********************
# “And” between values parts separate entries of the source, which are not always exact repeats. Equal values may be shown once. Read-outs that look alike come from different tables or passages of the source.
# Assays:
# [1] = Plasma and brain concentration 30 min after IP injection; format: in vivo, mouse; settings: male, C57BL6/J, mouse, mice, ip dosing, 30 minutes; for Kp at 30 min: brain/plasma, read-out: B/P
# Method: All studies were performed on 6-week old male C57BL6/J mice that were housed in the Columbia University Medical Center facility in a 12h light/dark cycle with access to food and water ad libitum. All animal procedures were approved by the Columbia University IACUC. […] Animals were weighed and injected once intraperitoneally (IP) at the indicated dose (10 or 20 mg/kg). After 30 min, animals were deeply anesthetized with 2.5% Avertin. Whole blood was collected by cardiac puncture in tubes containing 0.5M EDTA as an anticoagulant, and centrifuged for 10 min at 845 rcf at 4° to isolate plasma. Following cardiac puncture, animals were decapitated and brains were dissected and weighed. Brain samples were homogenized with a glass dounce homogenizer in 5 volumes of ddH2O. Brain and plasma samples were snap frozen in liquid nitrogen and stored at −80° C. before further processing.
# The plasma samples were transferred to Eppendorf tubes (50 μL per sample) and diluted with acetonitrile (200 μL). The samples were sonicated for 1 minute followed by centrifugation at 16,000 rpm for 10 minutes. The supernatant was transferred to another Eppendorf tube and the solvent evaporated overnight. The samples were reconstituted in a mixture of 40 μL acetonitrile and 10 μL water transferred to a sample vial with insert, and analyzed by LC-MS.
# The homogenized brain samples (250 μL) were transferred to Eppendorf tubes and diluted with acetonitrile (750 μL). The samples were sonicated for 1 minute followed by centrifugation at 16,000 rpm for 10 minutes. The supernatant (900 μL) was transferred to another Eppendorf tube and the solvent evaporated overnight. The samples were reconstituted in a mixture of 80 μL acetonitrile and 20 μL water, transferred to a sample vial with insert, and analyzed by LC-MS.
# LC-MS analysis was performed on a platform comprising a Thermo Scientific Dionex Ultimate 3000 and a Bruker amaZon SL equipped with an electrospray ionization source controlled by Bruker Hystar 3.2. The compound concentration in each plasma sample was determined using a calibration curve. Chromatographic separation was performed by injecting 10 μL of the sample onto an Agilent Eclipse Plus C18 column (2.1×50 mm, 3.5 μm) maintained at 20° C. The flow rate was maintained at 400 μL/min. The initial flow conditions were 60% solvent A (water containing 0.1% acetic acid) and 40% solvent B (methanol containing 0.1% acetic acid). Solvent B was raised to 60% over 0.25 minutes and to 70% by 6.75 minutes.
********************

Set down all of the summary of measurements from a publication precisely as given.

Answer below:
# “And” between values parts separate entries of the source, which are not always exact repeats. Equal values may be shown once. Read-outs that look alike come from different tables or passages of the source.
# Assays:
# [1] = Plasma and brain concentration 30 min after IP injection; format: in vivo, mouse; settings: male, C57BL6/J, mouse, mice, ip dosing, 30 minutes; for Kp at 30 min: brain/plasma, read-out: B/P
# Method: All studies were performed on 6-week old male C57BL6/J mice that were housed in the Columbia University Medical Center facility in a 12h light/dark cycle with access to food and water ad libitum. All animal procedures were approved by the Columbia University IACUC. […] Animals were weighed and injected once intraperitoneally (IP) at the indicated dose (10 or 20 mg/kg). After 30 min, animals were deeply anesthetized with 2.5% Avertin. Whole blood was collected by cardiac puncture in tubes containing 0.5M EDTA as an anticoagulant, and centrifuged for 10 min at 845 rcf at 4° to isolate plasma. Following cardiac puncture, animals were decapitated and brains were dissected and weighed. Brain samples were homogenized with a glass dounce homogenizer in 5 volumes of ddH2O. Brain and plasma samples were snap frozen in liquid nitrogen and stored at −80° C. before further processing.
# The plasma samples were transferred to Eppendorf tubes (50 μL per sample) and diluted with acetonitrile (200 μL). The samples were sonicated for 1 minute followed by centrifugation at 16,000 rpm for 10 minutes. The supernatant was transferred to another Eppendorf tube and the solvent evaporated overnight. The samples were reconstituted in a mixture of 40 μL acetonitrile and 10 μL water transferred to a sample vial with insert, and analyzed by LC-MS.
# The homogenized brain samples (250 μL) were transferred to Eppendorf tubes and diluted with acetonitrile (750 μL). The samples were sonicated for 1 minute followed by centrifugation at 16,000 rpm for 10 minutes. The supernatant (900 μL) was transferred to another Eppendorf tube and the solvent evaporated overnight. The samples were reconstituted in a mixture of 80 μL acetonitrile and 20 μL water, transferred to a sample vial with insert, and analyzed by LC-MS.
# LC-MS analysis was performed on a platform comprising a Thermo Scientific Dionex Ultimate 3000 and a Bruker amaZon SL equipped with an electrospray ionization source controlled by Bruker Hystar 3.2. The compound concentration in each plasma sample was determined using a calibration curve. Chromatographic separation was performed by injecting 10 μL of the sample onto an Agilent Eclipse Plus C18 column (2.1×50 mm, 3.5 μm) maintained at 20° C. The flow rate was maintained at 400 μL/min. The initial flow conditions were 60% solvent A (water containing 0.1% acetic acid) and 40% solvent B (methanol containing 0.1% acetic acid). Solvent B was raised to 60% over 0.25 minutes and to 70% by 6.75 minutes.